At Harvard, English learners pay their tutors with Cantonese The weekly Cantonese-English bilingual chat at Harvard becomes language learners' new way of networking

Boston – While many language learners are complaining about the price of tutors, a group of Cantonese and English learners at Boston have found an alternative way of paying. They exchange their languages.

They soon became good friends during the “trade” which takes place every Friday evening.

Getting information about the weekly Cantonese-English meeting at Harvard T.H. Chan School of Public Health on the Meetup website, Julia Harmatz, a Boston counsel attorney at Broderick and Bancroft who was going to have a business trip to Hong Kong, planned to learn some daily Cantonese from the chatters.

She ended up exchanging contacts and taking selfies with Grace Tam, a Northeastern University undergraduate and a native Cantonese speaker who was eager to improve her English.

"Would Dandan and Grace like to come over and plan the dinner?" Ms. Harmatz asked on Wechat, referring to Ms. Tam and a deputy organizer of the meeting.

Started in April, 2015 by Maynard Clark of Global Health and Population of the Harvard Chan’s School of Public Health, the Cantonese-English Chat Group now has 79 members. People with different backgrounds, varying from university students to company bosses, came to learn one or both of the languages.

“Everyone has different vocabularies,” Mr. Clark, the main organizer said. He said by chatting in both Cantonese and English, every chatter could learn others’ vocabularies while improving their own language ability.

“You say a few sentences in your first languages, and then you follow that up with a few sentences in the second, you go back and forth,” Mr. Clark said.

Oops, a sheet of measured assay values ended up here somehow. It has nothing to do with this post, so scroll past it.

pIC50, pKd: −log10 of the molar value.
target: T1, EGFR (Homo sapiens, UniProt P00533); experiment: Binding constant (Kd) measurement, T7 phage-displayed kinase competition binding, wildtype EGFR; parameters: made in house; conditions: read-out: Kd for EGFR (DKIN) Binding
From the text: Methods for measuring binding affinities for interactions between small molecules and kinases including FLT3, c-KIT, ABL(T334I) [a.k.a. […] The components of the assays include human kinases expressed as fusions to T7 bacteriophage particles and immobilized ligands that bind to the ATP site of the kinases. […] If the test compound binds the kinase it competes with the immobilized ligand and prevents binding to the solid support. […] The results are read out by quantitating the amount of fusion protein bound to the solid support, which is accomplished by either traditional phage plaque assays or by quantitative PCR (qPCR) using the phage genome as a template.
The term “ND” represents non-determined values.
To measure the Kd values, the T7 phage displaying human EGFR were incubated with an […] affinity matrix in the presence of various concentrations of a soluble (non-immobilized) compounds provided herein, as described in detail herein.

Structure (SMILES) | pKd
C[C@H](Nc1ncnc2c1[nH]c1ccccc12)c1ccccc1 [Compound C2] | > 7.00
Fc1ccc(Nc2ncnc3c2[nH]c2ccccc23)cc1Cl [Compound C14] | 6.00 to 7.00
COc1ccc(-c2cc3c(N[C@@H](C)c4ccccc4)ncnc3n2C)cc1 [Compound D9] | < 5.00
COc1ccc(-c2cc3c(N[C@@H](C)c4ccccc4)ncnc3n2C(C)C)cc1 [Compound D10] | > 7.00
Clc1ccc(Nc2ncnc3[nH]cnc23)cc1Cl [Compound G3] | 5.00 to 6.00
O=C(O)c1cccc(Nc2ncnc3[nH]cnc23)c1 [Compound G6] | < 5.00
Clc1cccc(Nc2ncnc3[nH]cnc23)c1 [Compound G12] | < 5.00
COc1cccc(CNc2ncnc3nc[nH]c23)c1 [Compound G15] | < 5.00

A Singapore Chinese chatter, Weizhong Goh, said he loved Cantonese though he only knew it basically. He had been to a bilingual chat in Hong Kong and was eager to attend a similar event when he came to Boston.

But for many of the attendees, especially younger people, the chat room was also a place for socializing and weekend relaxing.

A Northeastern University graduate student, a native Cantonese speaker and a deputy organizer of the chat, Dandan Mai joined the group in 2016. Since then, she showed up every Friday evening.

Here in purple blouse, Dandan Mai was explaining rules of the "Mannequin Challenge," a game in which everybody should freeze with a specific gesture.

“I met many international students who asked me, how to get involved in the American society? I think this event really helps me get involved,” Ms. Mai said.

But the moments she remembered most clearly was when she and other chatters played games, like the Who’s Spy game and the Mannequin Challenge.

The socializing effect, however, was expected by Mr. Clark, which was one of the reasons why he continued to advertise the event on Eventbrite, Meetup and some other platforms.

“I thought it would be something more than just informal conversation,” he said.

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